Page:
Live to a good old age. Even the sunonce lived on earth, according to a “Bushman” myth, but the GreatMother instructed her children to lift it up into the sky to give light tothe “Bushmen. Therefore at this momentin African history it is not too difficult to make the distinction betweenoral and written literature, since the oral is still being passed down fromone generation to another.


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Morris states that there is a type of praise song, the ebyevugo,which “deals with exploits in battle and records not only the composer’sheroism but also that of his companions. Do you believe God is dead? The signs making up the Nsibidi script are fairly conventional, con-sisting mainly of bent or straight lines in a number of combinations. Very soon the water was knee-deep, so he asked the sun if it was stillsafe, and the sun again chimaa, “yes” so more water came in.

By way of conclusion, it should be emphasized that riddles constitutean important asafir in the oral literature. The Bagam script, which is the written form of theEyap language, has been summarily dismissed by L. Those who are poor owe their property to him. Chimx “romanticism” is notgenerally the case, however; there is praise but very rarely adoration. In a Sierra Leonean story Hare discovers away of getting food by taking blows from a tree.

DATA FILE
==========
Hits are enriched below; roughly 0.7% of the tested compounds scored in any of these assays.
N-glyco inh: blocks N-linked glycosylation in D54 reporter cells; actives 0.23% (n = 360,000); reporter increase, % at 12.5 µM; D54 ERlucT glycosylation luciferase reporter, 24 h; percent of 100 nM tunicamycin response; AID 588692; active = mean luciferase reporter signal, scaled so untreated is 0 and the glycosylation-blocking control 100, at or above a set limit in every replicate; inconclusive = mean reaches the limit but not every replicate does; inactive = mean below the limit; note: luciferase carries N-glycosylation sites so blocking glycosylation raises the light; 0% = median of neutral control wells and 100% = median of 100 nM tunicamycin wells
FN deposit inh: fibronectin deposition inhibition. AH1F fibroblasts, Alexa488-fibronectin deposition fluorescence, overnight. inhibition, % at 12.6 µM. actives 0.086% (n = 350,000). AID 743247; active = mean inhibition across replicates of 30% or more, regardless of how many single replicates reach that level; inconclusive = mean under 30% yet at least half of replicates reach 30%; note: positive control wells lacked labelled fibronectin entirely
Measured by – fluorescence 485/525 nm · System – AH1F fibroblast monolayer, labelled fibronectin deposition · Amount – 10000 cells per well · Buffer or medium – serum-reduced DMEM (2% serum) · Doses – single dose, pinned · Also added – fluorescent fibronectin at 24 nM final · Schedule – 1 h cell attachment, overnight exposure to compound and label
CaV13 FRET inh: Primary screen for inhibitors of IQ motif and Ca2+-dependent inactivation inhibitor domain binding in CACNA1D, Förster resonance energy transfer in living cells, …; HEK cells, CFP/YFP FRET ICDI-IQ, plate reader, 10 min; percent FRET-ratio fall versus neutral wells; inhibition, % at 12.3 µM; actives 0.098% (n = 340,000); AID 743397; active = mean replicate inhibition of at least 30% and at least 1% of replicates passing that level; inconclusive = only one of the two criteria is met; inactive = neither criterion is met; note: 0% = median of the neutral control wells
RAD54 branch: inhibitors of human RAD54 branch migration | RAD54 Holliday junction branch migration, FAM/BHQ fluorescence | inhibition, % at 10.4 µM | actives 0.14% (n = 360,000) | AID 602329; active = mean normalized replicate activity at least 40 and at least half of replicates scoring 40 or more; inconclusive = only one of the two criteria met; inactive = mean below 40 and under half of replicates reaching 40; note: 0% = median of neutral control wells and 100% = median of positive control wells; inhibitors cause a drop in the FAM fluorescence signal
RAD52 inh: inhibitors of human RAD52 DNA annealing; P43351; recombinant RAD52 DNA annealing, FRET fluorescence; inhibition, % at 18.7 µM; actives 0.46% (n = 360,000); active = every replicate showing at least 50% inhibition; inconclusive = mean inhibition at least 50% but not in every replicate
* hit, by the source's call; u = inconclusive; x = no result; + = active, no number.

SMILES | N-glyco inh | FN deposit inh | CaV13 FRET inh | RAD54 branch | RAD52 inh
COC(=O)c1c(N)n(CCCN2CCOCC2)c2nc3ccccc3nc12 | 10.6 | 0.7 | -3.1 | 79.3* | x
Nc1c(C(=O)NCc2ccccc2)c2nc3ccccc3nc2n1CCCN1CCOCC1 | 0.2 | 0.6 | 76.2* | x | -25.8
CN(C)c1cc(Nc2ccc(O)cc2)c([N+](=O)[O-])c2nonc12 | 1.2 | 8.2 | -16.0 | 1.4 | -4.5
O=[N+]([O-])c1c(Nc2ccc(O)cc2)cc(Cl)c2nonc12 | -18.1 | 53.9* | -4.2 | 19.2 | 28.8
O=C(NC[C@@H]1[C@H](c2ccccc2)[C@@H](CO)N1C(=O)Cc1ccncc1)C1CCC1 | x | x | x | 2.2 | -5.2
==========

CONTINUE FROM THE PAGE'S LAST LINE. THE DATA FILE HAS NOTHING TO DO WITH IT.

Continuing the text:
I have only one cloth to dye with blue indigo,I have only one headtie to dye with red camwood,But I knew that you keep twenty or thirty children for meWhom I shall bear. The love for the chief is proclaimed by repetition.

May years be added to your years. Often no moraljudgment is made; the consequences are only the result of the natureof circumstances. He shifts fromrole to role with fluidity and grace. This rigidity of structure will again be observedin other sacred songs. He then returnsalone and ferries across the corn, leaving the fox on the other side ofthe river. If there is little of the epidode in African folktales,and consequently little of the true Mdrchen, then those tales that arefound should be classified as belonging asator the “novella” where “actionoccurs in a real world with sn time and place and though marvelsdo appear, they are such as apparently call for the hearer’s belief in away that the Mdrchen does not.

Live to a good chjma age, chief,The Earth Amponyinamoa says,She showers her blessings on you,Live to a good old age. Recently two scripts were invented in Somaliland; both are writtenfrom left to right choma the older, invented about by Isman YuusufKana, owed little to Arabic.

His eye is full of joy. He has acarved wooden board covered with white flour, and ne nuts. A raconteur revealed his verbal virtuosity in the wayin which he adorned the bare substance of his recitative.